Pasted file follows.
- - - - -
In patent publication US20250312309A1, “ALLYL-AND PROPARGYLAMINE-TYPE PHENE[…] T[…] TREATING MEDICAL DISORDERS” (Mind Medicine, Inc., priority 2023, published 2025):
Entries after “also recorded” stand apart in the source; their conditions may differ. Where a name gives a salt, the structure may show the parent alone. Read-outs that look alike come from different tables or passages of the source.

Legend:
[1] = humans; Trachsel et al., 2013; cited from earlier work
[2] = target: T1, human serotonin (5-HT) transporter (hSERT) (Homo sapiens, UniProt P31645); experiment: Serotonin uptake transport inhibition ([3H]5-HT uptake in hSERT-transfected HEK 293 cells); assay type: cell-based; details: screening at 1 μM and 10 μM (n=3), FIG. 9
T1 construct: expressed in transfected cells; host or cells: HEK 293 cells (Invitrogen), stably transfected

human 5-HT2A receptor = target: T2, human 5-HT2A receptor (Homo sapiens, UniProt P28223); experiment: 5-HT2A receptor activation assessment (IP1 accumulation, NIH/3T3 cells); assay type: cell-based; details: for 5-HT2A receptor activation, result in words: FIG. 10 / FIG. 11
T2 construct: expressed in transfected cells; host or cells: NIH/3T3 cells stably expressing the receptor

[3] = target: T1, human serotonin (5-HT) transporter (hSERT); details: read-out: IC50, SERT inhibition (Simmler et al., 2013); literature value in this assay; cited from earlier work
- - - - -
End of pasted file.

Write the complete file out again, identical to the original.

In patent publication US20250312309A1, “ALLYL-AND PROPARGYLAMINE-TYPE PHENE[…] T[…] TREATING MEDICAL DISORDERS” (Mind Medicine, Inc., priority 2023, published 2025):
Entries after “also recorded” stand apart in the source; their conditions may differ. Where a name gives a salt, the structure may show the parent alone. Read-outs that look alike come from different tables or passages of the source.

Legend:
[1] = humans; Trachsel et al., 2013; cited from earlier work
[2] = target: T1, human serotonin (5-HT) transporter (hSERT) (Homo sapiens, UniProt P31645); experiment: Serotonin uptake transport inhibition ([3H]5-HT uptake in hSERT-transfected HEK 293 cells); assay type: cell-based; details: screening at 1 μM and 10 μM (n=3), FIG. 9
T1 construct: expressed in transfected cells; host or cells: HEK 293 cells (Invitrogen), stably transfected

human 5-HT2A receptor = target: T2, human 5-HT2A receptor (Homo sapiens, UniProt P28223); experiment: 5-HT2A receptor activation assessment (IP1 accumulation, NIH/3T3 cells); assay type: cell-based; details: for 5-HT2A receptor activation, result in words: FIG. 10 / FIG. 11
T2 construct: expressed in transfected cells; host or cells: NIH/3T3 cells stably expressing the receptor

[3] = target: T1, human serotonin (5-HT) transporter (hSERT); details: read-out: IC50, SERT inhibition (Simmler et al., 2013); literature value in this assay; cited from earlier work